Adjustment: This refers to the period at the outset of the patient and family’s journey when they become aware of the existence of an issue, are interacting with the health service in search of a diagnosis, receiving this and coming to terms with the implications. Previously held aspirations and expectations may well have to be radically revised in the light of changed circumstances. Affected individuals, partners, parents and other family members will be impacted. Increased rates of mental ill-health may be part of the rare disease itself. In addition, issues such as coping with uncertainty, stress, blame, recrimination and grief may arise for the affected individual and amongst the wider family as they face the loss of their imagined future and adjust to their new future. Some families experience being given the diagnosis as a traumatic event. Some individuals may become unwell with anxiety, depression or other difficulties, which may require assessment, diagnosis and treatment in their own right. Others may view themselves as strong people in a difficult situation who need guidance on matters such as carers’ rights. For this group, services that are not clinical mental health support services are important in order for them to adjust.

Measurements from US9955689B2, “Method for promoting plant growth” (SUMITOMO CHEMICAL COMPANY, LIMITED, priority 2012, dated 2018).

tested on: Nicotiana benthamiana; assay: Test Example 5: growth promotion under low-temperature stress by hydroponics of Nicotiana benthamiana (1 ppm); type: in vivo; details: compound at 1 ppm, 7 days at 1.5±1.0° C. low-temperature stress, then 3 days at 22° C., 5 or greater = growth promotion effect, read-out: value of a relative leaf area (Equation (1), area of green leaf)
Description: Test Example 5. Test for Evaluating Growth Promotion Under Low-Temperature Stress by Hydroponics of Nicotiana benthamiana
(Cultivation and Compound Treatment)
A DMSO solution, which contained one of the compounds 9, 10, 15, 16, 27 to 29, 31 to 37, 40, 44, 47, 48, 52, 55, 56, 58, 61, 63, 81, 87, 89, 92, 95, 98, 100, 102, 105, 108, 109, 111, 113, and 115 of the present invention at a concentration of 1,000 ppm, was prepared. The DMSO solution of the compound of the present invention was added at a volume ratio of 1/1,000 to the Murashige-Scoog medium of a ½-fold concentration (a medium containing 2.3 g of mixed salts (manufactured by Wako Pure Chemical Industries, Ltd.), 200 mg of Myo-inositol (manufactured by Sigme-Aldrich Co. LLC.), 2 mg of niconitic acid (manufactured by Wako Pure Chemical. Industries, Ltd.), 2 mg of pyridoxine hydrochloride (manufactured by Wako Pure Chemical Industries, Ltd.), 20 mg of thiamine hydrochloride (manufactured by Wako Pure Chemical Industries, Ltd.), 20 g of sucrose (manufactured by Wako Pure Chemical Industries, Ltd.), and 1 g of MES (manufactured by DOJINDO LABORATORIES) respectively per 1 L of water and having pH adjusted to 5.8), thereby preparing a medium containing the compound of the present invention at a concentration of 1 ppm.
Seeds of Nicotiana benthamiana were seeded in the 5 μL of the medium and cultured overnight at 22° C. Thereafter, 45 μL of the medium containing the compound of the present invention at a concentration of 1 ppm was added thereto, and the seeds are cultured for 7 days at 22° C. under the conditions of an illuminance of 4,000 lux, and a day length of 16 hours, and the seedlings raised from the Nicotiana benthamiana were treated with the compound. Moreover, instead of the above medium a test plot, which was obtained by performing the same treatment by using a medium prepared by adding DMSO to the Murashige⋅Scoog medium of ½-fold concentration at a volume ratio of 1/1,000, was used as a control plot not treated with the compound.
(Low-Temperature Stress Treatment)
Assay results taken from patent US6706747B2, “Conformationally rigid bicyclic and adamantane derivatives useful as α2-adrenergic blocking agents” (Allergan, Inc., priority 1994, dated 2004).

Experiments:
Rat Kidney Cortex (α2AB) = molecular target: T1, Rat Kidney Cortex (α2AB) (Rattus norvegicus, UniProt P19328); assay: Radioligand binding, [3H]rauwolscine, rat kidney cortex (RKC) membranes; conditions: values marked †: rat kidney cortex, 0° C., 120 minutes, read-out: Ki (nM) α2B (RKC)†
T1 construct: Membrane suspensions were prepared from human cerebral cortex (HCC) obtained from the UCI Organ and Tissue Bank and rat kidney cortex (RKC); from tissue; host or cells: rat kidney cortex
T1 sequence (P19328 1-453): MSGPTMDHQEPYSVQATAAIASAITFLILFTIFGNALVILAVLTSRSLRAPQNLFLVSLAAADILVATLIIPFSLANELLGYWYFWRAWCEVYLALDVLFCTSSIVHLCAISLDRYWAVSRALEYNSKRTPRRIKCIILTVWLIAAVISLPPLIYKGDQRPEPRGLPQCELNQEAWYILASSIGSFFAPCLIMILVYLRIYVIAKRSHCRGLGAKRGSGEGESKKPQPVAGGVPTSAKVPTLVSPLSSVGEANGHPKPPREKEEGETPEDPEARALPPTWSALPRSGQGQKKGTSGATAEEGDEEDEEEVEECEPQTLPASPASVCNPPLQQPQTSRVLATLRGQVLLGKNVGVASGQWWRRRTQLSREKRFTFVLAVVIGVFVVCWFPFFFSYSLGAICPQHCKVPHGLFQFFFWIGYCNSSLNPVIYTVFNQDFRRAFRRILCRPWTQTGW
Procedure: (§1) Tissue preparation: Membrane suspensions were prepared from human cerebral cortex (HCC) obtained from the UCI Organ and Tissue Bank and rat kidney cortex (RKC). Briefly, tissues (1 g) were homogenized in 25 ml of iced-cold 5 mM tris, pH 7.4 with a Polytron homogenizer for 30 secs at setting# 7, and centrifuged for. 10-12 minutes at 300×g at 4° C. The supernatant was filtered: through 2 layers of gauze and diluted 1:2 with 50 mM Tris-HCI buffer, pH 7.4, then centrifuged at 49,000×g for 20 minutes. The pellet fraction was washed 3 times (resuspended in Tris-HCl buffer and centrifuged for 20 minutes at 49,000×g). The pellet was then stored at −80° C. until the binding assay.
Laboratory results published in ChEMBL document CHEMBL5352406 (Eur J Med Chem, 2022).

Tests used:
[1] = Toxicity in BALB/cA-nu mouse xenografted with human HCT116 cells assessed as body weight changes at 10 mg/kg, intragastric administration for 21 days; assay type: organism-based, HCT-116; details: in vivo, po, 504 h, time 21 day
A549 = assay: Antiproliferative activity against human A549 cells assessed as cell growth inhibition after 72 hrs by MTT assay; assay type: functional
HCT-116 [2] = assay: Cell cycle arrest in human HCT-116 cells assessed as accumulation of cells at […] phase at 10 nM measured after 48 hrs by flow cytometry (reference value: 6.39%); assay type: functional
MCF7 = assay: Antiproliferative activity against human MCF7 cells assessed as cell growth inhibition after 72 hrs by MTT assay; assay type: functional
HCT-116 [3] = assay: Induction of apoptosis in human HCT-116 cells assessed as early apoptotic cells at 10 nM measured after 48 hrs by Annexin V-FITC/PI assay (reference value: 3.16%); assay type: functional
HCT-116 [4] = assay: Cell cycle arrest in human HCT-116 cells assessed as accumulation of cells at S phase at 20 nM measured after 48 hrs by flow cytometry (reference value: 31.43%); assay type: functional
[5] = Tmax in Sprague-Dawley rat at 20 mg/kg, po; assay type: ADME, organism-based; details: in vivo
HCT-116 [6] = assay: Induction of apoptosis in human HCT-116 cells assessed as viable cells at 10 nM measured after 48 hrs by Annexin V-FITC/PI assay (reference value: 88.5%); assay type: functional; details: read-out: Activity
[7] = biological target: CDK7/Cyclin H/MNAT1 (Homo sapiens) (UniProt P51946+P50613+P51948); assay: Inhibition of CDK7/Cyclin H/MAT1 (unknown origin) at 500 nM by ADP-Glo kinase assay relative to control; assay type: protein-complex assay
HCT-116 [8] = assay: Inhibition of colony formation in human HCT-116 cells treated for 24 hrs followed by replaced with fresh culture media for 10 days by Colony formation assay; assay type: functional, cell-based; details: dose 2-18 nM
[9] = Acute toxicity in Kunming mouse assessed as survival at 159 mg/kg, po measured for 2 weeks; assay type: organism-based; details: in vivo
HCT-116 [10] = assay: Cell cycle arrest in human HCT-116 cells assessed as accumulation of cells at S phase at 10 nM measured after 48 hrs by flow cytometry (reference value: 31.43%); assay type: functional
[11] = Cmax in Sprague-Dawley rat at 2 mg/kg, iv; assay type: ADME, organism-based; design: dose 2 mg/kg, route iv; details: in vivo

Adaptation (Management/ ‘Living with’): The goal is for individuals and families to reach a kind of equilibrium after the initial emotional impact of diagnosis, developing coping strategies and personal networks of support. This may involve a mixture of statutory, voluntary, and/or other informal inputs. Given resource constraints in the Health and Social Care sector, families undertake much of the support and care of the affected family member, and advocate on their behalf when the individual with the condition needs this. Even where services and support are available, patients and families have to face additional stressors associated with caring for a child with a rare condition, often resulting in depletion or leading to depression, anxiety, frustration, and sometimes relationship breakdown – all of which adversely impact on their mental wellbeing.